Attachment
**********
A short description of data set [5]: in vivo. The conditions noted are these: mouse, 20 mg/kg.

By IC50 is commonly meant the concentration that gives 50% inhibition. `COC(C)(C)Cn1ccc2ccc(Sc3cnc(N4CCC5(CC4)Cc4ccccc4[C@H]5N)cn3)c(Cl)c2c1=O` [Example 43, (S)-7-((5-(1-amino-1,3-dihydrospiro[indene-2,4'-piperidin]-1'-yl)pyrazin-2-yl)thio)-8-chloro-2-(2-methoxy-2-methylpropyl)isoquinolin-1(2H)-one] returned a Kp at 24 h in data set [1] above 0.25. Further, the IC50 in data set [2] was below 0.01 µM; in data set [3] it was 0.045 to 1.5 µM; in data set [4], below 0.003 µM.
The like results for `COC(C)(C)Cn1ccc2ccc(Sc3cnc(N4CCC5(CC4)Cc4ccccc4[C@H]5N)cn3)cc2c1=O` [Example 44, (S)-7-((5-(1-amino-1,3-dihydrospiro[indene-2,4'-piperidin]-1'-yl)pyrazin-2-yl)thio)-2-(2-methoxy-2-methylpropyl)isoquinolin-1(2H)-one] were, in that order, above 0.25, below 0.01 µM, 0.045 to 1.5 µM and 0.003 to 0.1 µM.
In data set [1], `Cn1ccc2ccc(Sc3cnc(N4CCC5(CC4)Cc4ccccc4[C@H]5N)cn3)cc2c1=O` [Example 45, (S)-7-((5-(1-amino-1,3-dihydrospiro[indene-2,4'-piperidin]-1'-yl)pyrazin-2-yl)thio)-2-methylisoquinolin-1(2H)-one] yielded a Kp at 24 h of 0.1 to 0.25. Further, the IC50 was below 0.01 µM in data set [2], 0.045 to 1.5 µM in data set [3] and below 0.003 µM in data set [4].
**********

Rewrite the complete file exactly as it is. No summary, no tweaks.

A short description of data set [5]: in vivo. The conditions noted are these: mouse, 20 mg/kg.

By IC50 is commonly meant the concentration that gives 50% inhibition. `COC(C)(C)Cn1ccc2ccc(Sc3cnc(N4CCC5(CC4)Cc4ccccc4[C@H]5N)cn3)c(Cl)c2c1=O` [Example 43, (S)-7-((5-(1-amino-1,3-dihydrospiro[indene-2,4'-piperidin]-1'-yl)pyrazin-2-yl)thio)-8-chloro-2-(2-methoxy-2-methylpropyl)isoquinolin-1(2H)-one] returned a Kp at 24 h in data set [1] above 0.25. Further, the IC50 in data set [2] was below 0.01 µM; in data set [3] it was 0.045 to 1.5 µM; in data set [4], below 0.003 µM.
The like results for `COC(C)(C)Cn1ccc2ccc(Sc3cnc(N4CCC5(CC4)Cc4ccccc4[C@H]5N)cn3)cc2c1=O` [Example 44, (S)-7-((5-(1-amino-1,3-dihydrospiro[indene-2,4'-piperidin]-1'-yl)pyrazin-2-yl)thio)-2-(2-methoxy-2-methylpropyl)isoquinolin-1(2H)-one] were, in that order, above 0.25, below 0.01 µM, 0.045 to 1.5 µM and 0.003 to 0.1 µM.
In data set [1], `Cn1ccc2ccc(Sc3cnc(N4CCC5(CC4)Cc4ccccc4[C@H]5N)cn3)cc2c1=O` [Example 45, (S)-7-((5-(1-amino-1,3-dihydrospiro[indene-2,4'-piperidin]-1'-yl)pyrazin-2-yl)thio)-2-methylisoquinolin-1(2H)-one] yielded a Kp at 24 h of 0.1 to 0.25. Further, the IC50 was below 0.01 µM in data set [2], 0.045 to 1.5 µM in data set [3] and below 0.003 µM in data set [4].